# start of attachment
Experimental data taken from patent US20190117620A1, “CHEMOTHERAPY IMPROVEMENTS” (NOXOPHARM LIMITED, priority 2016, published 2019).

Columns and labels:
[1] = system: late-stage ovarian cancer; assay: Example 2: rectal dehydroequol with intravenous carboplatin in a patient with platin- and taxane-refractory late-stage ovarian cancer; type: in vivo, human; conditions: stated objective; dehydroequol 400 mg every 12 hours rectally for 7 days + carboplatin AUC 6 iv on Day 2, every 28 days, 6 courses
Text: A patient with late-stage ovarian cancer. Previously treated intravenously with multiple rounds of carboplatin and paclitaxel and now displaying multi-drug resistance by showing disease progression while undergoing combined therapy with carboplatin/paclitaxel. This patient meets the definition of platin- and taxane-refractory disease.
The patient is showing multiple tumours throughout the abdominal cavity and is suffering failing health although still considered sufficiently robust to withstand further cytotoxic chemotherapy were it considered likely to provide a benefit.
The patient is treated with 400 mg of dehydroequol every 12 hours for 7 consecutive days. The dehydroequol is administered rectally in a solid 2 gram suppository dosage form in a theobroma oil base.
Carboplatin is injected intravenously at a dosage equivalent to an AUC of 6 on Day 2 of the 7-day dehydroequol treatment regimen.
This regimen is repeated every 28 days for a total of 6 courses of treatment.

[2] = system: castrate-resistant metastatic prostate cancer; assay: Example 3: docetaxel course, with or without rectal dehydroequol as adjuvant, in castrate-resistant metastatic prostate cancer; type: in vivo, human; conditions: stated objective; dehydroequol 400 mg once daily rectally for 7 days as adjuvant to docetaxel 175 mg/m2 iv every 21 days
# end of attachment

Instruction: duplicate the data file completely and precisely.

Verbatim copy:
Experimental data taken from patent US20190117620A1, “CHEMOTHERAPY IMPROVEMENTS” (NOXOPHARM LIMITED, priority 2016, published 2019).

Columns and labels:
[1] = system: late-stage ovarian cancer; assay: Example 2: rectal dehydroequol with intravenous carboplatin in a patient with platin- and taxane-refractory late-stage ovarian cancer; type: in vivo, human; conditions: stated objective; dehydroequol 400 mg every 12 hours rectally for 7 days + carboplatin AUC 6 iv on Day 2, every 28 days, 6 courses
Text: A patient with late-stage ovarian cancer. Previously treated intravenously with multiple rounds of carboplatin and paclitaxel and now displaying multi-drug resistance by showing disease progression while undergoing combined therapy with carboplatin/paclitaxel. This patient meets the definition of platin- and taxane-refractory disease.
The patient is showing multiple tumours throughout the abdominal cavity and is suffering failing health although still considered sufficiently robust to withstand further cytotoxic chemotherapy were it considered likely to provide a benefit.
The patient is treated with 400 mg of dehydroequol every 12 hours for 7 consecutive days. The dehydroequol is administered rectally in a solid 2 gram suppository dosage form in a theobroma oil base.
Carboplatin is injected intravenously at a dosage equivalent to an AUC of 6 on Day 2 of the 7-day dehydroequol treatment regimen.
This regimen is repeated every 28 days for a total of 6 courses of treatment.

[2] = system: castrate-resistant metastatic prostate cancer; assay: Example 3: docetaxel course, with or without rectal dehydroequol as adjuvant, in castrate-resistant metastatic prostate cancer; type: in vivo, human; conditions: stated objective; dehydroequol 400 mg once daily rectally for 7 days as adjuvant to docetaxel 175 mg/m2 iv every 21 days